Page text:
As for takeaway points and lessons, you are absolutely correct in saying that there is no one system that is right. That is because having the right structure is helpful but not sufficient; the goal is to create and plan a system that works and can adapt to meet its people’s needs. Even if, at the end of today or at the end of these reforms, a perfect system were to be developed, it would never succeed permanently in keeping on doing what it needed to do. The aim is to create a system that can evolve and change as the problems evolve and change.
Indeed, that is a fundamental point, because the usual temptation is to focus on structures as a relatively quick and concrete fix. You feel successful when you do something, but that does not mean that you change any of the underlying relationships. That is the point that my colleagues made at the beginning of the meeting: those relationships are key.
That was an interesting answer, Dr Burns. I wonder whether I can tease it out a little. If we have to be flexible on this very complex issue while learning different lessons from other countries, do we need to do much more to improve our data set on educational performance or can we move forward simply by looking at the lines of accountability?
I am going to hedge this answer, because I am not an expert on Scotland and I do not feel capable of answering precisely about your data set.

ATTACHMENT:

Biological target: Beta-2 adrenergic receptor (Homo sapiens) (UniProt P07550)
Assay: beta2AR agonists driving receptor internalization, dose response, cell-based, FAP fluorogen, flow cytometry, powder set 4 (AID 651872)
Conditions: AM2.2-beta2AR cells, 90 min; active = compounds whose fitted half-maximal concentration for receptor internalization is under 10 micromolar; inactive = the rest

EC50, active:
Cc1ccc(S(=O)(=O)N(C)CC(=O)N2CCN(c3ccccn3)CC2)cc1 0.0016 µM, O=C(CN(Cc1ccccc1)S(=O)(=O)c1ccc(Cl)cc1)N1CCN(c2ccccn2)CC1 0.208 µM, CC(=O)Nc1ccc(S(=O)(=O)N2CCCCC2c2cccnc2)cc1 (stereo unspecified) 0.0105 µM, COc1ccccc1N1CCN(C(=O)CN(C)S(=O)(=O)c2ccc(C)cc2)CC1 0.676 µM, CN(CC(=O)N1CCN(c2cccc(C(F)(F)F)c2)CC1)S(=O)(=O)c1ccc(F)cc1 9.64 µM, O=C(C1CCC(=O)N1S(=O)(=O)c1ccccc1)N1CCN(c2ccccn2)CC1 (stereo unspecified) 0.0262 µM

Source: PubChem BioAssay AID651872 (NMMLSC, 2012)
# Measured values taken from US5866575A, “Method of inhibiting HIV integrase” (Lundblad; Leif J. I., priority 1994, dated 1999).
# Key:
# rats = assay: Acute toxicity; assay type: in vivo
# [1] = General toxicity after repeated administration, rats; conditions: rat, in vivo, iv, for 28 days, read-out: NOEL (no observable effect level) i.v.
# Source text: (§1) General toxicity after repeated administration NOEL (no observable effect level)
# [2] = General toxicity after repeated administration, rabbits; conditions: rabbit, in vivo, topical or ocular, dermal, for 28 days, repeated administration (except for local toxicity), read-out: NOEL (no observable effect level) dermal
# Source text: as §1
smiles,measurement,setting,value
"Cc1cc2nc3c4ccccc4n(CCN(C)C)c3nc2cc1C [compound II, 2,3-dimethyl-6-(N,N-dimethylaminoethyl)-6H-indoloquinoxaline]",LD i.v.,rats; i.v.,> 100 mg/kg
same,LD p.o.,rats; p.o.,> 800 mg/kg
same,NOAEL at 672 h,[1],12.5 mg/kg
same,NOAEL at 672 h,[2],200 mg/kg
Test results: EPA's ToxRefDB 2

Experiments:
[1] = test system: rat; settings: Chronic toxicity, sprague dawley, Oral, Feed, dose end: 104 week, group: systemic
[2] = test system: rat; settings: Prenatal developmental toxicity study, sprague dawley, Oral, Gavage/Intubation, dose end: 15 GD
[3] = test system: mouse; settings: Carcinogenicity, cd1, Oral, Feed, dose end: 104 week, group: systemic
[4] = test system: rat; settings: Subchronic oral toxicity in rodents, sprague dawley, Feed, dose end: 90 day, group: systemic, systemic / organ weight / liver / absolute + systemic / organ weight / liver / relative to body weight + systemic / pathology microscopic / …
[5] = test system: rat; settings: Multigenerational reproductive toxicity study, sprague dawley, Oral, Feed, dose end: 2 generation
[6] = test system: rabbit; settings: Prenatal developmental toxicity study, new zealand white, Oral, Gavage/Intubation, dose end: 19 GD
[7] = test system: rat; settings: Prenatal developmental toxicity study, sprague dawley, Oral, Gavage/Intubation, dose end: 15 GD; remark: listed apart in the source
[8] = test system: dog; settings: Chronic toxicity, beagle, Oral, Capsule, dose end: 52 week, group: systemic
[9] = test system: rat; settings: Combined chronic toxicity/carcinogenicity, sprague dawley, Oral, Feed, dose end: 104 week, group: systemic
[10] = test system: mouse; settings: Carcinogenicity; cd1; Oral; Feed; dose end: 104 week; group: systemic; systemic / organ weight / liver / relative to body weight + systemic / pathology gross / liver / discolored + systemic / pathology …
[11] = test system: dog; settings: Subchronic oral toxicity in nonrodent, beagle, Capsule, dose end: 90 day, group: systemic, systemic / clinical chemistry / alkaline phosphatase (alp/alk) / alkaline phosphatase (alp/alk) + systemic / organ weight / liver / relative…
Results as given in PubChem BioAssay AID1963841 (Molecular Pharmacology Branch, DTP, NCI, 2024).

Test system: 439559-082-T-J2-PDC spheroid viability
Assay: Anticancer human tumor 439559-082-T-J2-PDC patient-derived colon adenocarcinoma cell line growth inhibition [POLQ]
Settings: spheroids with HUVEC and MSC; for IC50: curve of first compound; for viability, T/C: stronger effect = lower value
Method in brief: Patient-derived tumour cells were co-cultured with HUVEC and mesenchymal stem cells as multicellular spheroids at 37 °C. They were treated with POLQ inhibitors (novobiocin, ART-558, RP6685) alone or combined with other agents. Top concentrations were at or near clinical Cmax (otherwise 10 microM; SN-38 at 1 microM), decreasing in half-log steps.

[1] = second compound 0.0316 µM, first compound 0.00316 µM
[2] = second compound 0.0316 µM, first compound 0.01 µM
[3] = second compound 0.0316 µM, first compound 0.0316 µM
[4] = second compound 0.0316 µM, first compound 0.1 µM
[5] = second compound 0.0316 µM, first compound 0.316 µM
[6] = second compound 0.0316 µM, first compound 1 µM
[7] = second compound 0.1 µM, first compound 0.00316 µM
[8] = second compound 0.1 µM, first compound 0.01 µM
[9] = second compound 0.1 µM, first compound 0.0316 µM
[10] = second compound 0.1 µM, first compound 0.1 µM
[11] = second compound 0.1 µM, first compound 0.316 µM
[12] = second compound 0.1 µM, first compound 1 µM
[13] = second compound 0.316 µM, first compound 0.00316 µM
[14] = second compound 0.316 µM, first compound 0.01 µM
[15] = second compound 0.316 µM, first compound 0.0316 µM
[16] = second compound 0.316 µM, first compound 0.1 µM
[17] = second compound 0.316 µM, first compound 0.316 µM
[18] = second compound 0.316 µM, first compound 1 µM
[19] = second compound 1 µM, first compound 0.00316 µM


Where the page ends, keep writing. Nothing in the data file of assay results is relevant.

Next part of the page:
What I would like to iterate—this is a theme and trend in all OECD countries—is that having more data available does not mean that it is used. One of the things about compiling and marshalling evidence to make decisions is that it can also be a contested space. People can be rational in their use of evidence, but they can also choose the evidence that suits their purposes. Having a lot of evidence and data does not necessarily answer the questions; it really creates a system that is designed to provide the evidence that you need to answer your questions.
I know that that is a hedging answer, but it is an important point. One of the temptations with many systems has been to provide more and more data in the belief that it will make things clear. However, if the data is not used, or if it is not used appropriately, it is not necessarily helpful to do that.
Could Keir Bloomer comment on that? I know that the Royal Society of Edinburgh has quite strong views about the paucity of data on which judgments can be made about Scotland’s performance.
We feel that the quality of evidence that is available in Scotland is insufficient.
I would also like to respond to the first question that you asked, which was about the place of structural change. Scotland has not gone in for much change in governance for a very long time. In Scotland, there is a tendency to underestimate the importance of governance change and structural change.
There are a lot of very strong things in the Scottish education system. We have a well-qualified and highly skilled teaching profession and a lot of policies in place that I believe to be right, such as curriculum for excellence and the report on the professional development of teachers that Graham Donaldson was responsible for. However, the results that Scotland has been obtaining during the past couple of decades have not been particularly impressive. There is something that means that we are not getting the maximum benefit from the strengths that our system possesses, and that must come down to the governance structures that are in place.